A team of researchers from UC Irvine and Tsinghua University has developed a new powerful cache poisoning attack named ‘MaginotDNS,’ that targets Conditional DNS (CDNS) resolvers and can compromise entire TLDs top-level domains.
The attack is made possible thanks to inconsistencies in implementing security checks in different DNS software and server modes (recursive resolvers and forwarders), leaving roughly one-third of all CDNS servers vulnerable.
DNS cache poisoning background
DNS (Domain Name System) is a hierarchical and distributed naming system for internet resources and networks, helping resolve human-readable domain names to numerical IP addresses so that a network connection can be made.
The DNS resolution process uses UDP, TCP, and DNSSEC to perform queries and receive responses. It can be iterative and recursive, involving multiple steps and exchanges with root servers, TLD servers, authoritative servers, caching records along the way, etc.
The concept of DNS cache poisoning is injecting forged answers into the DNS resolver cache, causing the server to direct users who enter a domain to incorrect IP addresses, potentially leading them to malicious websites without their knowledge.
Many attacks of this type have been demonstrated in the past, like, for example, the Kashpureff Attack in 1997, which exploited a lack of data verification (bailiwick rules), and the Kaminsky Attack in 2008 that took advantage of the absence of a source port randomization system.
These attacks have been mitigated by adding defenses into the resolvers’ implementation, rendering off-path attacks challenging.
However, the ‘MaginotDNS’ attack can overcome these defenses by attacking the forwarding mode of CDNS from either on-path or off-path.
The MaginotDNS attack
CDNS resolvers support both recursive and forwarding query modes, used by ISPs and the enterprise to reduce costs and better access control.
The researchers found that bailiwick checks are adequately enforced in the recursive mode; however, the forwarder is vulnerable.
Because the two share the same global DNS cache, an attack on the forwarder mode can open the path to breaching the recursive mode, essentially breaking the DNS cache protection boundary.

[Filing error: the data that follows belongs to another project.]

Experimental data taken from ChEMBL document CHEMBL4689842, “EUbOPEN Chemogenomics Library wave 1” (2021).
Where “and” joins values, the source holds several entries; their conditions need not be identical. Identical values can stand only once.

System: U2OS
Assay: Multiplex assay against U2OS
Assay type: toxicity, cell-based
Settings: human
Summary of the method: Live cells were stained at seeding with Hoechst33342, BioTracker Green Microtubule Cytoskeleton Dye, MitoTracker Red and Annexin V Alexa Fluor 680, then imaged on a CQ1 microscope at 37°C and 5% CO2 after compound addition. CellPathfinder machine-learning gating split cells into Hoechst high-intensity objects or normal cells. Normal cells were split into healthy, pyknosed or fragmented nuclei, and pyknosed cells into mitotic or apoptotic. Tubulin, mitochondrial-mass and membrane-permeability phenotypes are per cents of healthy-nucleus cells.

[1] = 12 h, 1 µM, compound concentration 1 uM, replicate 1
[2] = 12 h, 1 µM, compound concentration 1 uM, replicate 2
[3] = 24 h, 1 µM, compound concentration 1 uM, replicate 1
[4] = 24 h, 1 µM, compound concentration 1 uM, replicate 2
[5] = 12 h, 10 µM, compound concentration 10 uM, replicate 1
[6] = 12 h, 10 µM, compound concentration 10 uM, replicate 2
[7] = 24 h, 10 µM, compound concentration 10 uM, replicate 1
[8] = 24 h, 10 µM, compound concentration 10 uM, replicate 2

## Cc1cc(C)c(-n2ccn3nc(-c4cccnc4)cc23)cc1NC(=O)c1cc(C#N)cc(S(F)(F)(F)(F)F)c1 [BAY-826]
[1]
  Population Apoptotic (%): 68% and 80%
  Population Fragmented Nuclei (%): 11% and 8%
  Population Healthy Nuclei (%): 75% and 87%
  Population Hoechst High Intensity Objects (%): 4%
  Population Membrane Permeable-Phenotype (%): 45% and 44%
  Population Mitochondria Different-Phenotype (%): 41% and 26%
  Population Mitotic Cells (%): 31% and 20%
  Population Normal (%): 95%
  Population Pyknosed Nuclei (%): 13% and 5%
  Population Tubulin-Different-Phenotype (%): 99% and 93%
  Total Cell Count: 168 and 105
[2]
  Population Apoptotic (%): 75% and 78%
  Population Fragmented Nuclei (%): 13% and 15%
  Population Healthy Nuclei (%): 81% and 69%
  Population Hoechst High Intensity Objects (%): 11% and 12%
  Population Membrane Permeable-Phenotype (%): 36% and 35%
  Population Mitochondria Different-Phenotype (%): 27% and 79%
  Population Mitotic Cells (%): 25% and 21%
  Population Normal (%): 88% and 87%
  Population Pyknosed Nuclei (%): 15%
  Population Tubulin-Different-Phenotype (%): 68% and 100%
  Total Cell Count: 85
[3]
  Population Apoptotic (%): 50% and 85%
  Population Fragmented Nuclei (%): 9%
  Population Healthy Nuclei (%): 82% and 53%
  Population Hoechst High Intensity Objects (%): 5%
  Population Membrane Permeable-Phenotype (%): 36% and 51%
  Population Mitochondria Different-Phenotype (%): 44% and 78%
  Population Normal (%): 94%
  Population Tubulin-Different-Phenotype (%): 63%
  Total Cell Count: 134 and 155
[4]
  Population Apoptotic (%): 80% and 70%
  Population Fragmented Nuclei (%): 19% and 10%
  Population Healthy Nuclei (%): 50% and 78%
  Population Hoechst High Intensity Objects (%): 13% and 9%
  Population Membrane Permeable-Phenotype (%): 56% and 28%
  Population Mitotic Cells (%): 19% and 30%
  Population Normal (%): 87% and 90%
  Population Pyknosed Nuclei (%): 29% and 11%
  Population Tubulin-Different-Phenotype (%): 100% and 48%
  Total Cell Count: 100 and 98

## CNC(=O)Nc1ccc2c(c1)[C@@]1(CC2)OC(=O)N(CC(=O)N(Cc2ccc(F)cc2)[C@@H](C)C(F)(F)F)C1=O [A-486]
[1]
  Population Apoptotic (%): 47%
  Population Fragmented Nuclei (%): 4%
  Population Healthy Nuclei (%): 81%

Researchers identified inconsistencies in the bailiwick checking of prominent DNS software, including BIND9 (CVE-2021-25220), Knot Resolver (CVE-2022-32983), Microsoft DNS, and Technitium (CVE-2021-43105).
In certain cases, they noted configurations that treated all records as if they were under the root domain, a highly vulnerable setup.
The examples showcased by the researchers during their BlackHat presentation include both on-path and off-path attacks, with the latter being the more complicated but also far more valuable for threat actors.
For these attacks, the threat actor needs to predict the source port and the transaction ID used by the target’s recursive DNS servers when generating a request and then use a malicious DNS server to send forged responses with the correct parameters.
Inferring the source port and guessing the transaction IDs can be done by brute forcing or using SADDNS (side-channel attacked DNS).
For BIND9, both parameters can be successfully retrieved after 3,600 query rounds, while for Microsoft DNS, this drops to 720 rounds.
To increase the chances of success, the attacker must control the reply time of the malicious DNS responses to ensure their forged response reaches the victim’s server before the legitimate one.
The researchers shared the following video demonstrating the MaginotDNS attack on Microsoft DNS.
Scanning for vulnerable CDNS
The researchers scanned the internet and found 1,200,000 DNS resolvers, of which 154,955 are CDNS servers.
Next, using software fingerprints to identify vulnerable versions, they found 54,949 vulnerable CDNS servers, all of which are susceptible to on-path attacks, and 88.3% are impacted by off-path attacks.
All the affected software vendors mentioned above have confirmed and fixed the flaws, and Microsoft has awarded a bounty to the researchers for their report.
However, for the issues to be fully mitigated, CDNS administrators must apply the patches and follow the correct configuration guidelines provided by the vendors.